It's a controversial topic, is this really the 'First' mid-engine Corvette? What is 'mid-engine' anyway?
"A mid-engine configuration refers to the placement of an automobile engine between the rear and front axles." - Robbie Sanders
Chevrolet has flirted with mid-engine designs for decades. From the open-wheel Chevrolet Engineering Research Vehicle (CERV) of 1959 to the CERV-III/Corvette Indy in 1986, enthusiasts have been teased about the possibility.
“No one will ever be able to say again that a Corvette can’t be made into a world-class sports car.” Zora Arkus-Duntov
The 2020 model has been often termed as the 'first mid-engine' Corvette. Yet, every Corvette since 1963 has technically been mid-engine. The term's misapplication simplifies the complex engineering nuances that distinguish front-engine, mid-engine, and rear-engine layouts.
The original 1953 Corvette was revolutionary but leaned more towards luxury.
The 1963 (C2) Corvette marked the car's first shift towards the sports and performance-oriented domain, such as a new chassis with an independent rear suspension.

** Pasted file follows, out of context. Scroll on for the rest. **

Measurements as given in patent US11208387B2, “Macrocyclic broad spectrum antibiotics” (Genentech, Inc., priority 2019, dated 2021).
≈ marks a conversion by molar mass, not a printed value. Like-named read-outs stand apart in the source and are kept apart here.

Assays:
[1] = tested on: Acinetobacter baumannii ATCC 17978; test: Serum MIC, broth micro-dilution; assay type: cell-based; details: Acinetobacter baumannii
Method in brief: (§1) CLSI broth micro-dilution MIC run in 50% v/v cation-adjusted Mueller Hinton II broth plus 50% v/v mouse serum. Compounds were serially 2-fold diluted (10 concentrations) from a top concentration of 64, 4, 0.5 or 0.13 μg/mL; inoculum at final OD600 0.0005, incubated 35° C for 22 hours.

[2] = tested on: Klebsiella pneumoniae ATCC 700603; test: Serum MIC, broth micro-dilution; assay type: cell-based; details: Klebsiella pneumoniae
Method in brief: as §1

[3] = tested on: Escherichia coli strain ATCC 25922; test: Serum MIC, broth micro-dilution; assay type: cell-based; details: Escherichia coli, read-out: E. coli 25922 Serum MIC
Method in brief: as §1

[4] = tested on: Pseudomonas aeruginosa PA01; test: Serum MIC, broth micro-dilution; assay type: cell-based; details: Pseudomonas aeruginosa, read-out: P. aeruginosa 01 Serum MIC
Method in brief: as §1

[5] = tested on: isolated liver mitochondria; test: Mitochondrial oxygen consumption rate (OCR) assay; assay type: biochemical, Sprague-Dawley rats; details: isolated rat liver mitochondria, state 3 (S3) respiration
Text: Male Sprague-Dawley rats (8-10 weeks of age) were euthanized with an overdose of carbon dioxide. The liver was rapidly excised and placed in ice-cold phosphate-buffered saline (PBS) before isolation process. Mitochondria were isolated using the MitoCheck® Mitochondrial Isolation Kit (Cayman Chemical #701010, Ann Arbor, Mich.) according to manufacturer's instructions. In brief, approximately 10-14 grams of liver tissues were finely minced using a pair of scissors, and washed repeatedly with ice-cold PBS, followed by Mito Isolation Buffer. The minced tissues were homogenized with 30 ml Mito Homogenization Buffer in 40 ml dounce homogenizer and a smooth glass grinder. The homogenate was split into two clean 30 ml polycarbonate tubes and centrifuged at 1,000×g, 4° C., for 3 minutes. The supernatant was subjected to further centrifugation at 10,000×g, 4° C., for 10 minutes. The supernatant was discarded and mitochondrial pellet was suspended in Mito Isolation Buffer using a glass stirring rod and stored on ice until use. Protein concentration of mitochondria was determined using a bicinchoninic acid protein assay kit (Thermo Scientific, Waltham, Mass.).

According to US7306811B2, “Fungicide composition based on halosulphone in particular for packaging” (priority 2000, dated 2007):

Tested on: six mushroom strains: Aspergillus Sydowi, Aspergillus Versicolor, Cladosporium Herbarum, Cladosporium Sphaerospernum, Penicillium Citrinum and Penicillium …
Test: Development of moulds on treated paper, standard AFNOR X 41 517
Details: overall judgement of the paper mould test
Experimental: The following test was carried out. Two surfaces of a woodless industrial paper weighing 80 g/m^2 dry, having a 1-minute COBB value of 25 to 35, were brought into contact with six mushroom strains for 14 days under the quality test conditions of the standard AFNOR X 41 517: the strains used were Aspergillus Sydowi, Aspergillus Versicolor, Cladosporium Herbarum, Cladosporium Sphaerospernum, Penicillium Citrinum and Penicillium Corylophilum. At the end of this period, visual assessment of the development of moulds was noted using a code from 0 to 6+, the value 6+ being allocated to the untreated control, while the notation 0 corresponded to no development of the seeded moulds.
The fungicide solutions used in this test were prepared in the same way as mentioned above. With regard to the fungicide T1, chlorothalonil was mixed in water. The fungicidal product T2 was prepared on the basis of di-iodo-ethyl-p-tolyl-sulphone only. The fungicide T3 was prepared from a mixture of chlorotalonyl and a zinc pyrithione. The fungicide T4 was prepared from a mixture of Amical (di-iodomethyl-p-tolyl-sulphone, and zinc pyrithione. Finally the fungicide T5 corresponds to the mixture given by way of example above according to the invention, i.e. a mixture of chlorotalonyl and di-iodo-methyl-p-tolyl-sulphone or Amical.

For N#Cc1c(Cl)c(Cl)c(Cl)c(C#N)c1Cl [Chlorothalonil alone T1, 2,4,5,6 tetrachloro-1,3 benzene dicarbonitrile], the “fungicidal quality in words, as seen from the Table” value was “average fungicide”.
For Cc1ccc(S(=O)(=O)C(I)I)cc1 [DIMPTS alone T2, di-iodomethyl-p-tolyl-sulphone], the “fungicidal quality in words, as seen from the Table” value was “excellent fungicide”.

C5's 1997 model was another game-changer, introducing a front-mid rear transaxle powertrain layout with an almost 50/50 weight distribution. Technically, this could be referred to as a mid-engine corvette!
The C6 and C7 followed suit, refining the successful design and racing championships.
Many people consider the C7 ZR1 to be the pinnacle of performance possible without moving the engine further rearward.
With the C8, Chevrolet has targeted a broader audience, trying to compete with European luxury sports cars. The new design brings the driver closer to the front axle, offers lesser storage but leans into a 40/60 rear weight bias. The only transmission available is the Tremec 8-speed dual-clutch gearbox, and the right-hand-drive option is now feasible due to its mid-rear drivetrain layout.
The C8 is a culmination of Corvette's illustrious legacy. While it competes in a whole new market, it's a testament to Chevrolet's progressive vision for America's sports car. However, while many accolades fit the new model, simplifying it as "mid-engine" does an injustice to its predecessors.